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Brad Stach, PhD

Brad Stach, PhD

Head, Division of Audiology, Henry Ford Hospital

Education:     
BA: Communication Disorders, New Mexico State University, 1977
MA: Audiology, Vanderbilt University, 1979
PhD: Audiology and Bioacoustics, Baylor College of Medicine, 1986

Why are you interested in serving on the Academy board?
The profession of audiology has made tremendous progress over the past decades as a result of the stewardship of the Academy. I am interested in helping in any way that I can to ensure continued progress in the future. I am particularly interested in working with the board and Academy staff to continue to refine the clinical education component of our academic model. I am also interested in promoting the message that our treatment services provide the highest standard of quality hearing care. The profession has made great strides in its relationship with the AMA’s coding and valuing processes. I would like to work with the board to continue to build this relationship and to find ways to enhance the profession’s standing with the CMS.

What challenges or key issues do you see for the audiology profession in the next five years? What would you hope to accomplish about these challenges during your term on the board?
Like all professions, audiology faces the challenges relating to the ever-shifting landscape of healthcare reimbursement. At the federal level, we are being asked to be more involved in evaluation and management of patients with no opportunity for being reimbursed for those services. At the more local level, we are faced with increasing third-party coverage for hearing-aid-related services that can sometimes be quite disadvantageous to the patients we serve. Along with our colleagues in other health-related professions, we need to provide leadership in ensuring our financial viability in the face of these challenges.

I also think we need leadership in finding ways to maintain high-quality care in this time of enterprise. At the national level, we have seen efforts to deregulate hearing-aid devices and seemingly disparage the patient-provider relationship. We also see increased pressure at the local level to promote services in a manner that emphasizes them as retail rather than care-related. I believe we need to change the narrative. The majority of our patients have chronic, age-related hearing loss. The cost for treating this chronic condition is considerably less than that for other age-related chronic disorders. We need to enhance our efforts to promote the care component of our treatment efforts.

Audiology education has evolved in a very meaningful way over the last two decades. Our ability to provide clinical education within the purview of our academic programs has led to great strides in educational outcomes. The lack of coordination of clinical education sites and programs remains a bottleneck that threatens to limit our capacity for training more students and training them consistently. We need to develop more streamlined processes and standards for the clinical education of our students.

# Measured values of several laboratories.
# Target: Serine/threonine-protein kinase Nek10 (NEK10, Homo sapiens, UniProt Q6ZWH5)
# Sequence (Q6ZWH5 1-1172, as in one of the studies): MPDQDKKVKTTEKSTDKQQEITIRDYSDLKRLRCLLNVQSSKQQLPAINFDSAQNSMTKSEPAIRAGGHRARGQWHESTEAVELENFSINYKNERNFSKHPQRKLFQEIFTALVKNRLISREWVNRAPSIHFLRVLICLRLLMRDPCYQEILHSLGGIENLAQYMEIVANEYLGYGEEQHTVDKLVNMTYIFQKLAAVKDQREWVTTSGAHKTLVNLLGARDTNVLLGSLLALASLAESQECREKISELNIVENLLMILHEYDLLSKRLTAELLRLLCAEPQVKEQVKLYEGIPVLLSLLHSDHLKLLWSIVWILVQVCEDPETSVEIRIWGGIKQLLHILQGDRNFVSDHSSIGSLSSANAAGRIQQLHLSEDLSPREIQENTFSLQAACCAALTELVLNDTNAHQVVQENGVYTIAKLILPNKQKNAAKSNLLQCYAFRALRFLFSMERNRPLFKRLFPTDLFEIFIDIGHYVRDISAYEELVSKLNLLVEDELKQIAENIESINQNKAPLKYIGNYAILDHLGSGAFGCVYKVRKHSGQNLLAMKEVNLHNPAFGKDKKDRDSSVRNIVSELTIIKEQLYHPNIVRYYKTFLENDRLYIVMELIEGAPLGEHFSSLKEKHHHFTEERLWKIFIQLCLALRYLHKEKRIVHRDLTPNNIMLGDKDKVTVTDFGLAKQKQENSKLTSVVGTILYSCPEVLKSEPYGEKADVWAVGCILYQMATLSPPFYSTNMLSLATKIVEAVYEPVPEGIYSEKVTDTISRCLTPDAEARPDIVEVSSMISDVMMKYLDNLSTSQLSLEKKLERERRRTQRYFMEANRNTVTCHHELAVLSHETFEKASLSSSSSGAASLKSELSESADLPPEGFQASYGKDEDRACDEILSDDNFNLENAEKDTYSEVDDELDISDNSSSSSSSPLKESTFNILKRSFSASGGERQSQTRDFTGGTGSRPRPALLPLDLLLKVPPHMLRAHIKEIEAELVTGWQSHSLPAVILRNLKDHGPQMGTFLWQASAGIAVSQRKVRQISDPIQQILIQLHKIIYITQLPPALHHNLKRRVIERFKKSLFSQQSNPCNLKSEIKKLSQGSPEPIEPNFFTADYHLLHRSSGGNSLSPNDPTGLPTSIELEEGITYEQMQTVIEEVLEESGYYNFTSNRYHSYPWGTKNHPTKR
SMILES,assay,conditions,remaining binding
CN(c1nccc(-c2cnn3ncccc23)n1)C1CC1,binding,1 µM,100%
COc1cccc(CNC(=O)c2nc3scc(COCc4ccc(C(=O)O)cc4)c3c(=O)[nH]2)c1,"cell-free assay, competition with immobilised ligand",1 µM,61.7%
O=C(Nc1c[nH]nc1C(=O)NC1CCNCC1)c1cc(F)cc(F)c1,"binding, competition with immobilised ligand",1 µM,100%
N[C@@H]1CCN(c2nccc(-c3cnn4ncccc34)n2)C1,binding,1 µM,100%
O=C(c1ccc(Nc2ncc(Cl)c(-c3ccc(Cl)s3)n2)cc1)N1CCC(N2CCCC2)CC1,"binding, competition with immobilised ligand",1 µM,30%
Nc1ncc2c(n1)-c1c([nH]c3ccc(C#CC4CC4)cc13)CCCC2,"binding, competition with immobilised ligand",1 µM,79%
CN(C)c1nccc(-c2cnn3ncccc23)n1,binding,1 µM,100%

These three areas, reimbursement, public awareness, and clinical education, are among the most important areas that need to be addressed over the next five years.

What experience do you have in the planning, evaluation, and implementation of a strategic plan?
I have been involved in strategic planning in various capacities during my two terms on the Board and at several of the institutions where I have worked.

List any experience in Financial Management. Describe your experience in developing and implementing a budget for practice, business, department, or organization?
I have directed clinical programs throughout my career and served as president and CEO of a company. I was also the original secretary-treasurer of the Academy and later served as chair of the Bboard’s finance committee. In all of these roles, I have been responsible for the development and implementation of the budgeting process.

Select three competencies you feel best to represent your leadership strengths.
Governance Experience, Leadership Skills, Organizational Knowledge

Based on the three competencies you selected that best represent your leadership strengths, comment on how these qualities would positively affect your ability to serve on the Academy board.
Governance experience: I have served on some non-profit voluntary boards and for-profit advisory boards. I have also served as a CEO, reporting to a voluntary board. Through these opportunities, I have learned to understand the importance of defining and maintaining roles relating to the successful management and governance of these various organizations. I think my knowledge and experience in this area would serve me well in an organization as multifaceted as the Academy and its partner organizations.

Leadership Skills: Membership on any board brings with it the responsibility of effective communication and representation of that board and organization. I have been the leader of some organizations and programs over the years, and I understand the gravity of stewardship. I think the Academy’s relationship with its members, other member organizations, and industry is of paramount importance and is strengthened by its leadership and the leadership skills of its board members.

Organizational knowledge: If the past is the prelude, then understanding it should help shape the vision of the future. My understanding of organizational structure in general and the evolution of the Academy and its partners should serve me well in contributing to the success of the Board and the organization.